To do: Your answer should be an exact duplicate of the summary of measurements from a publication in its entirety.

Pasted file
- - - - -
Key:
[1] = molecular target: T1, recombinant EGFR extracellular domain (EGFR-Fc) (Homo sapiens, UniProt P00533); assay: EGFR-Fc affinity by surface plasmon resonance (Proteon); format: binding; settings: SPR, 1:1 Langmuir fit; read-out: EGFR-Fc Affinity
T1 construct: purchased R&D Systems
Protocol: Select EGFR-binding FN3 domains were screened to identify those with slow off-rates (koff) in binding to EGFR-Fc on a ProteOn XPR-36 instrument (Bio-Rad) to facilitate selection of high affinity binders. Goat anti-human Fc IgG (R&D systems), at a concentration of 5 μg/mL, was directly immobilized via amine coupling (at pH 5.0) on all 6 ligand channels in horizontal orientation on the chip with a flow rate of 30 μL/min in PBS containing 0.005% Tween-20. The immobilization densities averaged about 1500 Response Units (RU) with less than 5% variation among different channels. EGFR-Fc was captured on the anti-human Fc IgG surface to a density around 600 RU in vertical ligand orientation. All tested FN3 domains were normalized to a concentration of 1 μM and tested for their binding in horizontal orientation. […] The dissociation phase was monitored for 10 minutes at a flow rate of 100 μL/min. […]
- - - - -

Key:
[1] = molecular target: T1, recombinant EGFR extracellular domain (EGFR-Fc) (Homo sapiens, UniProt P00533); assay: EGFR-Fc affinity by surface plasmon resonance (Proteon); format: binding; settings: SPR, 1:1 Langmuir fit; read-out: EGFR-Fc Affinity
T1 construct: purchased R&D Systems
Protocol: Select EGFR-binding FN3 domains were screened to identify those with slow off-rates (koff) in binding to EGFR-Fc on a ProteOn XPR-36 instrument (Bio-Rad) to facilitate selection of high affinity binders. Goat anti-human Fc IgG (R&D systems), at a concentration of 5 μg/mL, was directly immobilized via amine coupling (at pH 5.0) on all 6 ligand channels in horizontal orientation on the chip with a flow rate of 30 μL/min in PBS containing 0.005% Tween-20. The immobilization densities averaged about 1500 Response Units (RU) with less than 5% variation among different channels. EGFR-Fc was captured on the anti-human Fc IgG surface to a density around 600 RU in vertical ligand orientation. All tested FN3 domains were normalized to a concentration of 1 μM and tested for their binding in horizontal orientation. […] The dissociation phase was monitored for 10 minutes at a flow rate of 100 μL/min. […]